'Dossier K.'

Antwerp and Albania are the twin stages of tragedy in the stylish Belgian thriller "Dossier K."

Bustling Antwerp and backwoods Albania are the twin stages of tragedy in “Dossier K.,” Belgian helmer Jan Verheyen’s stylish Euro thriller set in the highly coded milieu of the Albanian underworld. Reuniting the two buddy cops from Erik Van Looy’s “Memory of a Killer” (aka “The Alzheimer Affair”), also based on a Jef Geeraerts novel, this sequel of sorts lacks the imposing presence of “Memory” thesp Jan Decleir, but is an otherwise solidly made and engaging piece of entertainment. Pic has topped the local B.O. charts since its Dec. 9 release and will again interest international genre specialists.

After the Alzheimer-plagued, morally compromised hitman in “Memory of a Killer,” this time, Antwerp cops Vincke (Koen De Bauw) and Verstuyft (Werner De Smedt) face a younger antagonist with significantly less screen time. This makes it harder for auds to fully consider the reasoning behind the criminal’s actions, which was one of the strong suits of “Memory.”

The powerful opening cuts between a wolf hunter in the Albanian mountains (credibly repped by the Spanish Pyrenees) and an assassination in the port of Antwerp of a middleman with a fake Italian passport. The identities of the hunter and the murdered man aren’t initially revealed, but the two are already visually connected by the nimble work of editor Philippe Ravoet.

Vincke and Verstuyft investigate the case of the Antwerp victim, and the trail quickly leads to the local Albanian mafia. However, the burly local Albanian clan leader (R. Kan Albay, terrific), denies knowing the dead man.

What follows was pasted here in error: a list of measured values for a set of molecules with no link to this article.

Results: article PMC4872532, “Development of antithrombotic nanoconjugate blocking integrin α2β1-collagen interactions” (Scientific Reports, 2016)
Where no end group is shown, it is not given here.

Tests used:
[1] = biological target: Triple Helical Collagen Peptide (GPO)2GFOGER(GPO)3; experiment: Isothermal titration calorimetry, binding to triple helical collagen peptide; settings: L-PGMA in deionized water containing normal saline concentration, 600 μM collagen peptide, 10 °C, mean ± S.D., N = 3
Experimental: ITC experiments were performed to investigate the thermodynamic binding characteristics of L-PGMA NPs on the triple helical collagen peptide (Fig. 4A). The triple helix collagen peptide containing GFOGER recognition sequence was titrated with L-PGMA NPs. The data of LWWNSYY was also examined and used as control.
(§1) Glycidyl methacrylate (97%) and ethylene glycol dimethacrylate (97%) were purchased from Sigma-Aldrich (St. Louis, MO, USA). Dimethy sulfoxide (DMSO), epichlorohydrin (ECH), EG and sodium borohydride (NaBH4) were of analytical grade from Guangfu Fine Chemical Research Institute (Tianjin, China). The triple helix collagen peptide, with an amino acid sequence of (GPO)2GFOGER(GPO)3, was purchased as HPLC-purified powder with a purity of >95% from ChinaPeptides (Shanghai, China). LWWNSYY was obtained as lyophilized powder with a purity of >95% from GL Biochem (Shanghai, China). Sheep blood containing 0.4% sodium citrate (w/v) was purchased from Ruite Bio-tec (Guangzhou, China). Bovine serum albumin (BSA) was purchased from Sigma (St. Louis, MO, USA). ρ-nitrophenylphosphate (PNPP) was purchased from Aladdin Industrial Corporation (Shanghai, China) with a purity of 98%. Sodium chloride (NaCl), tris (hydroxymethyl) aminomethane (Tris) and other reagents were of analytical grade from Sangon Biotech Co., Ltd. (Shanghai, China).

Like Steven Knight’s screenplay for “Eastern Promises,” which centered on a Russian web of crime in London, “Dossier K.” derives much of its atmosphere — and several clever plot points — from an underworld that is part clan-based, part steeped in the traditions of a foreign culture. The rural Albanians’ respect for their book of laws and honor, the Kanun, plays a special role here, and is timely: Its resurgence in the post-communist era is the subject of this year’s Albanian foreign-language Oscar submission “Alive!”

As in “Memory of a Killer,” street cops Vincke and Verstuyft provide not only collegial banter but also have to butt heads with their unhelpful colleagues on the Belgian judiciary police, including Filip Peeters and Jappe Claes, with Claes especially impressive as the oily prosecutor.

Verheyen and his co-screenwriters Erik Van Looy (who directed “Memory”) and “Memory” scribe Carl Joos make sure the shootouts feel dangerously real. When one of Vincke and Verstuyft’s colleagues, and a potential love interest, is caught in the line of fire, the pic becomes unexpectedly moving and refreshingly sober about the day-to-day risks of police work.

Acting is strong across the board, and tech package topnotch, with Frank van den Eeden’s twitchy widescreen lensing and the menacing score providing an edge-of-your-seat feel.

Dossier K.

Belgium-Netherlands

Production

A KFD (in Belgium) release of a KFD, Eyeworks (Belgium)/Phanta Vision (Netherlands) presentation and production, in association with TROS, Een. Produced by Peter Bouckaert, Erwin Provoost, Petra Goedings. Co-producers, Jean Philip de Tender, Bert Meyer. Directed by Jan Verheyen. Screenplay, Carl Joos, Erik Van Looy, Verheyen, based on the novel by Jef Geeraerts.

Crew

Camera (color, HD-to-35mm, widescreen), Frank van den Eeden; editor, Philippe Ravoet; music, Melcher Meirmans, Merlijn Snitker, Chrisnanne Wiegel; production designer, Johan Van Essche; costume designer, Kristin van Passel; sound (Dolby SRD), Simone Galavazi; associate producers, Danielle Raaphorst, Sjef Scholte, Guido Dekeyser; assistant director, Marcus Himbert; casting, Gunter Schmid, Sara De Vries. Reviewed at Kinepolis, Brussels, Dec. 14, 2009. Running time: 121 MIN.

With

Koen De Bauw, Werner De Smedt, Blerim Destani, Hilde De Baerdemaeker, Filip Peeters, Jappe Claes, R. Kan Albay.
(Dutch, Albanian dialogue)

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